The Types of Ovarian Cancer and Their Most Common Symptoms
With 21,750 new diagnoses each year and an estimated 13,940 deaths expected in 2020, ovarian cancer ranks fifth in cancer deaths among women, accounting for more deaths than any other cancer of the female reproductive system. Below we dive into the types of ovarian cancer, what causes them and what symptoms to look out for.
Ovarian cancer is cancer that starts in the ovaries or at the end of the fallopian tubes next to the ovary.
Many types of tumors can start growing in the ovaries, with some being benign, or non-cancerous. These benign tumors can usually be treated by removing one ovary or part of the ovary.
Ovarian cancer, however, is a malignant (cancerous) tumor. The ovary is made up of many layers of cells, and the cancer can affect any one or all of these layers.
TYPES OF OVARIAN CANCER
The various forms of ovarian cancer include:
- EPITHELIAL OVARIAN CANCER – The most common of the three types, epithelial ovarian cancer starts in cells on the surface of the ovary. Many epithelial ovarian cancers start in the fallopian tube or peritoneal (the lining of the inside of the belly) epithelial cells, then goes into the surface of the ovary.
- GERM CELL OVARIAN CANCER – This cancer starts in the cells that form eggs in the ovary. These rare tumors are most common in women in their teens and early twenties. There are different subtypes of germ cell tumors.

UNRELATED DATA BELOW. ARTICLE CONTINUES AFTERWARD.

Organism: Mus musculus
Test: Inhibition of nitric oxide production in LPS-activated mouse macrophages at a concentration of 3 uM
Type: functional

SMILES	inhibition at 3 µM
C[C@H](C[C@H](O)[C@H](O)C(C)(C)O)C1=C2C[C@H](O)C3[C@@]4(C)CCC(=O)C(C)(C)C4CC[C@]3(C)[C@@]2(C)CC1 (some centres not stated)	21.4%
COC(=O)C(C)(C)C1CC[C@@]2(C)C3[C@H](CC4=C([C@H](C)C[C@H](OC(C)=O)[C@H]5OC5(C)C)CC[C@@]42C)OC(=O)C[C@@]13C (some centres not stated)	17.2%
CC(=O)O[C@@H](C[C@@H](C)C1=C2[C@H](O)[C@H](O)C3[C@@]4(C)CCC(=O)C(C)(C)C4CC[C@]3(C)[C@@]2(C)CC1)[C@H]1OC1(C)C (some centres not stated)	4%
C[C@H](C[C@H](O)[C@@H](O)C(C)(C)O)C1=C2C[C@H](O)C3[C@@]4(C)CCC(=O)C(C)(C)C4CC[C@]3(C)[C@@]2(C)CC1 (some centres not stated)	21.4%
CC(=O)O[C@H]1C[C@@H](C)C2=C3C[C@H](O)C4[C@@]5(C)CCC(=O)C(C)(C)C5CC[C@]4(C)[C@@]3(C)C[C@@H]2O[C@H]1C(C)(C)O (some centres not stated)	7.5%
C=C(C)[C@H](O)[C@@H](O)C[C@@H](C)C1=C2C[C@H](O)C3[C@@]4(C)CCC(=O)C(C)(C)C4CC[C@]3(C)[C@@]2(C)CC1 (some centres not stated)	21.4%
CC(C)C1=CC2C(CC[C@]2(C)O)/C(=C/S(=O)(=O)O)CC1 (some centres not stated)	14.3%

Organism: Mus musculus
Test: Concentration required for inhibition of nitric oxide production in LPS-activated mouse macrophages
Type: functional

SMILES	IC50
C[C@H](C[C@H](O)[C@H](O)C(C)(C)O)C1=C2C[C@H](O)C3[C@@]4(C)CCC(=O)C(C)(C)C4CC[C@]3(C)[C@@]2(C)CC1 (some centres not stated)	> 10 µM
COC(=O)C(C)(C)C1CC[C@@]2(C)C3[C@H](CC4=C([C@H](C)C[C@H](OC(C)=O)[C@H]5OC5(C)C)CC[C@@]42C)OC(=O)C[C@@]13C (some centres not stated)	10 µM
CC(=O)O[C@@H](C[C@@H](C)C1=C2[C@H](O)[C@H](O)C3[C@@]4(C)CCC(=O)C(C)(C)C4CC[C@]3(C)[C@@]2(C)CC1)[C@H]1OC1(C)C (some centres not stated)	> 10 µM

- STROMAL CELL CANCER – This cancer forms in the tissue that makes certain female hormones and holds the ovaries in place. This is also a very rare form of ovarian cancer.
SIGNS OF OVARIAN CANCER
Unfortunately, ovarian cancer often does not cause any symptoms until after it has spread outside the ovary. Even then, it often causes vague symptoms that are similar to those of many other more common diseases.
These symptoms can include the following:
- Indigestion, heartburn, nausea or gas
- Belly swelling or discomfort
- Pelvic pain or cramping
- Bloating or a sense of fullness, especially after eating
- Painful, frequent or burning during urination with no infection
- Diarrhea or constipation
- Tiredness and lack of energy
- Loss of appetite or unplanned weight loss or weight gain
- Vaginal bleeding or irregular periods
- Pain during sex
- Enlarged lymph nodes in the neck or groin
While many of these symptoms may be caused by other health problems, it’s important to see your healthcare provider if you experience any of these symptoms.
To learn more about ovarian cancer, including diagnosis, tests and treatment options, click here.